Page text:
It takes a lot to remove a narcissist from your life. Not only the fact that he is not all that willing for you to make that call but also the actions and thoughts of the people involved with them often make it difficult. Especially codependents hang around until the bitter end (or longer) hoping something will change for the better. Invariably, it doesn’t. The best advice is to go full no contact, resist the moments when they make contact and work hard on why it happened in the first place. Above all, keep them out of your life, work on reality and not fall back into the fantasy that the narcissist built in the form of the illusion they initially hooked you with.
Once they are gone, even if they were the one who did the discarding, it is important to know that unless action is taken, they will never really be gone. They will always reserve the right to come back and tap into their ‘supply’ again, creating chaos all over again. If you have a child with such a person, then that door is always slightly ajar. He (or she) will often take advantage of visitation and handovers to maintain a dysfunctional relationship with their ex partner, often using the child to help with this. As a responsible parent, it is essential to draw a balance between contact with the narcissist and child and what he wants to achieve with his ex-partner. If you are lucky, the narcissist will eventually lose interest in both and truly disappear! The information we do know about narcissism tells us that they have real difficulty loving anyone including their children.
However, what do you do in such cases? Some of my current clients are struggling through this at present, confused as to why the narcissist is suddenly ‘Prince Charming’ again, why he is doing the things he is and what that means. This is precisely the problem. Narcissists like to put a fog around any situation they are in to keep people guessing and the attention firmly on them. Even if this means acting in contrast (nicely) to true character. Codependents in this situation are always likely to fall for the ‘supply’ scenario and believe that things can be salvaged and it can be an especially confusing time for them. My advice always is to learn and set boundaries. More importantly to maintain them strongly to avoid them being violated continually. However, with a codependent mind this is difficult and they sometimes have to take drastic measures to make sure they are safe.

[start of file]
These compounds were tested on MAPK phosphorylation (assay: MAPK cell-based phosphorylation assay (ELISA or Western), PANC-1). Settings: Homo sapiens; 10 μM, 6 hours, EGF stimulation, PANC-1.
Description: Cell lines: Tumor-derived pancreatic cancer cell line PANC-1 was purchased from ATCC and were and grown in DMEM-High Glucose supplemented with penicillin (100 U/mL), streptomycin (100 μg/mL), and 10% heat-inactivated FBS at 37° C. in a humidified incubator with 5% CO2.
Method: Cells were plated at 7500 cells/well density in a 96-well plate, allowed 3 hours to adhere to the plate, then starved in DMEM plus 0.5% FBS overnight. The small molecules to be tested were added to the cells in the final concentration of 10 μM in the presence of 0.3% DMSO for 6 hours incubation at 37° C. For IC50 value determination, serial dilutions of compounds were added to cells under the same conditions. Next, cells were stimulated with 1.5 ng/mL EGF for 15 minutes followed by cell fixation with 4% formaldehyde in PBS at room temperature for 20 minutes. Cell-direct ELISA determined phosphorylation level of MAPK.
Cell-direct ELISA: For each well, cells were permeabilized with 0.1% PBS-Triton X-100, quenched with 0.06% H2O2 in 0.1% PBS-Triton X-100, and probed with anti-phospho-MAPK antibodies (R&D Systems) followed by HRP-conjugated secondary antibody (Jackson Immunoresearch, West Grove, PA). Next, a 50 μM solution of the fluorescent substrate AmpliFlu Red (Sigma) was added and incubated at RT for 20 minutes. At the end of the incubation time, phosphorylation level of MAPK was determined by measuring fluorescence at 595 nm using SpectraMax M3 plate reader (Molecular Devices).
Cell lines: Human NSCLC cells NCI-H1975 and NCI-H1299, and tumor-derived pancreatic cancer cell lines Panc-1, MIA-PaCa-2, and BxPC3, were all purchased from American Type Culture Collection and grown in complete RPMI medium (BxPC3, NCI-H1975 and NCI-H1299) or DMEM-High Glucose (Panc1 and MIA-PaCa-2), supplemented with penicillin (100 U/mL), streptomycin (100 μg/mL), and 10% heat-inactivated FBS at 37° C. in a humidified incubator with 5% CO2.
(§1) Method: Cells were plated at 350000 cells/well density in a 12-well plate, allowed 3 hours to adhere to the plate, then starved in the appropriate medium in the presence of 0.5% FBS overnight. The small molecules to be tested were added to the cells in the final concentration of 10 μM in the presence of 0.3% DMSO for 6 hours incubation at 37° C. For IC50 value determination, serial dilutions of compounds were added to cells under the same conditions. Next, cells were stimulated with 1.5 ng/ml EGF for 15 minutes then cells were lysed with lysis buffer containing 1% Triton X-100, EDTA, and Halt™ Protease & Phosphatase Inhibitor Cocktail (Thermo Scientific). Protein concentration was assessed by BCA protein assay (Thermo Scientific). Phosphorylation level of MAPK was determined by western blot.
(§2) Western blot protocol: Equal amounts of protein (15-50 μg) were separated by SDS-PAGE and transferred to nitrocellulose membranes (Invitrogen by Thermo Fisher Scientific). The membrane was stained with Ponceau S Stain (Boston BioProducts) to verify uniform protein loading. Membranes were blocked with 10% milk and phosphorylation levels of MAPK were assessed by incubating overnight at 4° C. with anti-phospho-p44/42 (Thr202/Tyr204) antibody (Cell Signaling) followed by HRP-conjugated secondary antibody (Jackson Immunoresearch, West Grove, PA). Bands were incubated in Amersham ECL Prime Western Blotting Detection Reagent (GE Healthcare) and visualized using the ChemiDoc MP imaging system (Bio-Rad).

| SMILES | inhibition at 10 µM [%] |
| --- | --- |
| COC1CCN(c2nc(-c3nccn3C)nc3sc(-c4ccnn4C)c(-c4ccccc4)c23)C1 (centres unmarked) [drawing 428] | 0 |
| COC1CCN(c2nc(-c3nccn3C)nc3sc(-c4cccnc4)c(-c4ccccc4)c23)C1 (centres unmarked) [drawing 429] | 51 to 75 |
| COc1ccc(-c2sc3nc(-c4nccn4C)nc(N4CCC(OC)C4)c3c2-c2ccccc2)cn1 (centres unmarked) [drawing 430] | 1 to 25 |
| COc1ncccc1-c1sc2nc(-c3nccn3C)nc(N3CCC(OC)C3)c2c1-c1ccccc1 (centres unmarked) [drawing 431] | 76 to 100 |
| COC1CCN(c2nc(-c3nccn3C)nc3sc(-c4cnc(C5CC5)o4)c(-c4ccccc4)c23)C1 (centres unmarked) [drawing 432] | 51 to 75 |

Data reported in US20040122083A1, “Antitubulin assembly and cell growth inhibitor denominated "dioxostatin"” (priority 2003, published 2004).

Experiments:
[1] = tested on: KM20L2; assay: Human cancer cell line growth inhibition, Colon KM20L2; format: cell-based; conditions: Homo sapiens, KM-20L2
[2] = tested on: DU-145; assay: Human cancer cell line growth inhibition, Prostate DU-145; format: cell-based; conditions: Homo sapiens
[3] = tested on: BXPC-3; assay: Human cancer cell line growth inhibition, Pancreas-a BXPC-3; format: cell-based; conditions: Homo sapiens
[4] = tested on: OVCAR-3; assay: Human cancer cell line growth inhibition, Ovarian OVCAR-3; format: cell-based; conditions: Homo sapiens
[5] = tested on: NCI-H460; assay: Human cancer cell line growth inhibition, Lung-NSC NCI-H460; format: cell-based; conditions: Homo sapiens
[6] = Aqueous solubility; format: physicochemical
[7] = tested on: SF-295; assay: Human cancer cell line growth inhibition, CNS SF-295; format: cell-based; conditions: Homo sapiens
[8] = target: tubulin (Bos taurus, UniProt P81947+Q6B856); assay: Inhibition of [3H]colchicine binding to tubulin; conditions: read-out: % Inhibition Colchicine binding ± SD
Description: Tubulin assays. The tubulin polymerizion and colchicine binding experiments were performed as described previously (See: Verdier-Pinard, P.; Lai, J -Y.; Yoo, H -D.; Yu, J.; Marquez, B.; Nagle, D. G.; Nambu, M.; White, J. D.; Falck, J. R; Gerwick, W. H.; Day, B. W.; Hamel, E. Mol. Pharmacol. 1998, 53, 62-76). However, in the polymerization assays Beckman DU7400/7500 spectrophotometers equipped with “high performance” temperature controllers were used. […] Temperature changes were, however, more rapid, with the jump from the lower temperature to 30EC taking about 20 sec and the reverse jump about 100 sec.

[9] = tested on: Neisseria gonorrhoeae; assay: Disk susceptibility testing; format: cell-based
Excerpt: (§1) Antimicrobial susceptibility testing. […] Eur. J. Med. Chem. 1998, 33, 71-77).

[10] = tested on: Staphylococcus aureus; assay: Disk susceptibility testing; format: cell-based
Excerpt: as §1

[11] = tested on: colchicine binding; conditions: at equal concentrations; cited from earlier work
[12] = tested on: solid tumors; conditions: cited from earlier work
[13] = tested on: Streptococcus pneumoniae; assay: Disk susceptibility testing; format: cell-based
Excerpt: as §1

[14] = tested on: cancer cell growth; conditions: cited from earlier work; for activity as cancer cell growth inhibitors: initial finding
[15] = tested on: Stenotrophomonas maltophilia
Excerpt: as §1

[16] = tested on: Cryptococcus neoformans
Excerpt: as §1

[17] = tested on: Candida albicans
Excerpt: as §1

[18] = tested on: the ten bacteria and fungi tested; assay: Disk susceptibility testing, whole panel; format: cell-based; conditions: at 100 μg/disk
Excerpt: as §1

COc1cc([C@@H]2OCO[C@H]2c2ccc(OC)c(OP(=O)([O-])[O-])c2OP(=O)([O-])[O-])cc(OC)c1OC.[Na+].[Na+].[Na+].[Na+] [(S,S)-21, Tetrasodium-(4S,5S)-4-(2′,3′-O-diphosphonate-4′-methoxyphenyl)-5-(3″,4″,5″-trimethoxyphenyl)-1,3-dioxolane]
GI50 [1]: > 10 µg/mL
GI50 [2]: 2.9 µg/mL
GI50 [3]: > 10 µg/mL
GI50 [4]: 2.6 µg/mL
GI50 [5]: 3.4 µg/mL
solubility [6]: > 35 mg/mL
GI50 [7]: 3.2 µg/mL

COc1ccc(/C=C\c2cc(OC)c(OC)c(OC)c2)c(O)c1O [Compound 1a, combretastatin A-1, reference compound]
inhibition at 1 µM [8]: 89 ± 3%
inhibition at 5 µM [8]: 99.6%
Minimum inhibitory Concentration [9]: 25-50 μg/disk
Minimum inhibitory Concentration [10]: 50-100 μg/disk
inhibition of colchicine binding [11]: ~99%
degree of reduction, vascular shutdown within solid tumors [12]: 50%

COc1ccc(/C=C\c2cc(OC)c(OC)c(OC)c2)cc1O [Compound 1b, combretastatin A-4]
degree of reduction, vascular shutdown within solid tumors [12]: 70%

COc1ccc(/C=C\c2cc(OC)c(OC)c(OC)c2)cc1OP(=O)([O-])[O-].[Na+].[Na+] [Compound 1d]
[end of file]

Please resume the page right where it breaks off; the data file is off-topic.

One of the traps that narcissists set is the use of text to keep constant contact. Many codependents fall into the trap of allowing a dysfunctional dialogue to develop where there is a bigger chance of being manipulated. These dialogues often start off functionally and descend into gaslighting, blame and insult as it goes on. Some will even give in to make it stop and believe me, I have heard some horror stories concerning this where children are involved. Constant contact concerning basic care procedures, changing arrangements at the last moment, blaming for minor events and reporting emergencies that are anything but. This will spill over to the handover where the narcissist will hang around, start dysfunctional conversations and generally complicate everything. Sometimes, they will use the child to attack their ex-partner by telling the child how bad they are. In this situation, codependents do not usually have the skills to cope and they need to be taught how to deal with it. There are practical and emotional steps to this process.
On the practical side, the following is helpful;
1. Set up a new email account just for the narcissist. Tell him you will only respond at all if mails are sent to this address. Check daily and filter what messages need responding to and delete all others.
2. Block access to you via any other social media avenue. Many codependents will give the excuse that they need to keep this open if there is an emergency with the child. My argument always is that if it is a true emergency, it needs dealing with immediately and it is the responsibility of the parent in charge at that moment to deal with it.
3. Make handovers as short as possible. Avoid long or meaningless conversations.Under no circumstances, allow the narcissist in your house or car. If you feel threatened, arrange for others to do the handover
4. Stay in the moment. Always keep your own mental health in mind, accept your reality. Try not to engage in arguments and squabbling that will enable your boundaries to be pushed aside.
Emotionally, breaking the link that the narcissist has created and was maintained by codependent thinking is often difficult and support is generally needed to do this. It is essential to set and maintain healthy boundaries around an unhealthy situation. Additionally, deeper work must be done to analyse and heal dysfunctional attachments from the past.